Cargo (2017)

June 5, 2018

Directors: Ben Howling, Yolanda Ramke

Writer: Yolanda Ramke

Starring: Martin Freeman, Simone Landers, Anthony Hayes, Susie Porter

Cert: 15

 

 

Cargo bravely takes a bite out of a sprawling sub-genre and spits out an inventive and moving adaptation. 

 

The zombie genre is possibly one of the most extensively explored themes in global cinema, and so bringing anything new to this particularly large table is an immediate challenge. Fortunately, directors Howling and Ramke have traversed this obstacle fairly well with Cargo - a modern post-apocalyptic zombie thriller which brings plenty of ingenuity to the table, cleverly adapting and reshaping iconic zombie-movie tropes while also inventing entirely new ones.

 

Based on the 2013 short film of the same name, Cargo is the story of a father's trek through the Australian outback in search of a safe haven for his infant daughter in the midst of a mysterious catastrophe, helped in this by a young Aborigine girl. We arrive in this strange new world via a fantastic sweeping landscape shot of the expansive Australian desert, before the camera settles on a lonely boat drifting along a murky river. The realities of this hostile place are swiftly spelt out with some subtle gestures, the film wisely refusing to spoil the climate with any distracting context or over-explaining. The film tells you everything you need to know; something awful has happened, every family for themselves. The rest of the pieces slowly move into view as the film progresses, but there is still room left for the viewer's imagination to fill the empty spaces - a rare phenomenon for modern cinema.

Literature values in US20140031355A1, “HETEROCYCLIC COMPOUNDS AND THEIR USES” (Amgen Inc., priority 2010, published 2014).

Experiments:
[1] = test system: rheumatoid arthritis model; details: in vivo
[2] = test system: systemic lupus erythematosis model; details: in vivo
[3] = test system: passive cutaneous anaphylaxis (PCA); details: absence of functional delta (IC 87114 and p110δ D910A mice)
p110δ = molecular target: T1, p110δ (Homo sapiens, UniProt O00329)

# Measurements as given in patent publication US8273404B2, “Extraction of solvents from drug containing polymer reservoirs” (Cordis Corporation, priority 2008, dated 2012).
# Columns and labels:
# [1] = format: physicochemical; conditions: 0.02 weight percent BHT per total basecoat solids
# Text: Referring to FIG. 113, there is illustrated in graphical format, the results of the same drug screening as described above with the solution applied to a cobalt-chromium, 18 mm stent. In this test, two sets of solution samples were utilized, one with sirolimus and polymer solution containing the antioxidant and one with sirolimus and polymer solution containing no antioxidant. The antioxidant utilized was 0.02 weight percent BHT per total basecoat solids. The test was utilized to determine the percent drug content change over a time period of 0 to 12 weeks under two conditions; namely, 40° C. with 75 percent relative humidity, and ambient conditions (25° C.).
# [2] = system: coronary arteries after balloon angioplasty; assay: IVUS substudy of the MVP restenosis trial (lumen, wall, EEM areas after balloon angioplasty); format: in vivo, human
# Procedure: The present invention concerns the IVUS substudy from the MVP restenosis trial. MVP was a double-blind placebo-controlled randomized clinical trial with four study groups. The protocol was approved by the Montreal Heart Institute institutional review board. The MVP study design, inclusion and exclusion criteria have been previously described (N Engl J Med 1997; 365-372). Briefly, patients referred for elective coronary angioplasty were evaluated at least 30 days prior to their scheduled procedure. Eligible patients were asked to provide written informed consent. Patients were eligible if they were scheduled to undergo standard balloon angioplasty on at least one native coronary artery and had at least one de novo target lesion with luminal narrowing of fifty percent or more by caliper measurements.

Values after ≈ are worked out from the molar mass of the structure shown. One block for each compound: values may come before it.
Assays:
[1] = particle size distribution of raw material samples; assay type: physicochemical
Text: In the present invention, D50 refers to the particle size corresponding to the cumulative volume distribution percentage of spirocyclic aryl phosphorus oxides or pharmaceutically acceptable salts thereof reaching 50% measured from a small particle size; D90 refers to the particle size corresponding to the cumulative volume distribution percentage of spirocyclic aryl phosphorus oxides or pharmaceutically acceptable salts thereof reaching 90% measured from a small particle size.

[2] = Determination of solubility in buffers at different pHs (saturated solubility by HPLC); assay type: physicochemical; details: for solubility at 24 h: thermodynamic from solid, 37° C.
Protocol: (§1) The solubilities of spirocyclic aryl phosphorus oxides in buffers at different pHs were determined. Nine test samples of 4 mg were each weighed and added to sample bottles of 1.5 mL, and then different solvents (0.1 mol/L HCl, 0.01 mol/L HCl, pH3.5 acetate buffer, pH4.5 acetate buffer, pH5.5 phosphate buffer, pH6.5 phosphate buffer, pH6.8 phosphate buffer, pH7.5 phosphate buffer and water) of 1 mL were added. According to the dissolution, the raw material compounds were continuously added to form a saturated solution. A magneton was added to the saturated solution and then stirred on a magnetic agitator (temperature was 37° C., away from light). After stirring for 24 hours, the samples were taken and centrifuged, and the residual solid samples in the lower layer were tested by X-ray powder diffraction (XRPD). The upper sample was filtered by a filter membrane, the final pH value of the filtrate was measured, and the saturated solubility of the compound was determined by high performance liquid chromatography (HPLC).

Throughout the film, we see a brutal world, but it is a brutal world depicted delicately. This zombie thriller is not as despairing as other similar post-apocalyptic pieces, at times feeling more like a tender drama than a thriller. Set after the devastation as opposed to during, Cargo doesn't possess a panicked or skittish aura. Instead, it feels settled and steady, symbolising the characters' acceptance of their new lives, rather than a desire to outrun it. This less aggressive approach may seem odd considering the subject matter, but it has allowed Cargo to capture the horror of the situation through the eyes of its characters, and to explore themes of love, desperation and loss - moments of profound tenderness, particularly towards the film's end, will hearten and devastate simultaneously. 

 

Martin Freeman shines as the desperate but defiant father, determined to protect his young daughter to the very end, while Simone Landers hits the ground running, submitting a solid performance in her debut film role. She and Freeman sync perfectly as they battle their way through the barren Australian outback, forming a formidable bond which powers them towards the film's conclusion. Susie Porter gives a brilliant performance as Freeman's on-screen wife, and Anthony Hayes does a great job of embodying the long-standing issues of racism in Australia. It is a small but capable cast, who effectively bring to life the horrors of life after the apocalypse. 

 

Cargo is by no means outstanding, but is a wonderfully moving look at the value of friendship in an extremely hostile world, and its atypical approach to a topic normally rooted in horror is an immediate hook. With a modest but committed cast and an intriguing cinematic landscape, Cargo forms a refreshing post-apocalyptic zombie flick. 

 

 

In one line: Gentle, but by no means soft, Cargo tells the story of defiance in the face of inevitability and offers a different lens through which to view an age-old Hollywood banker. 

 

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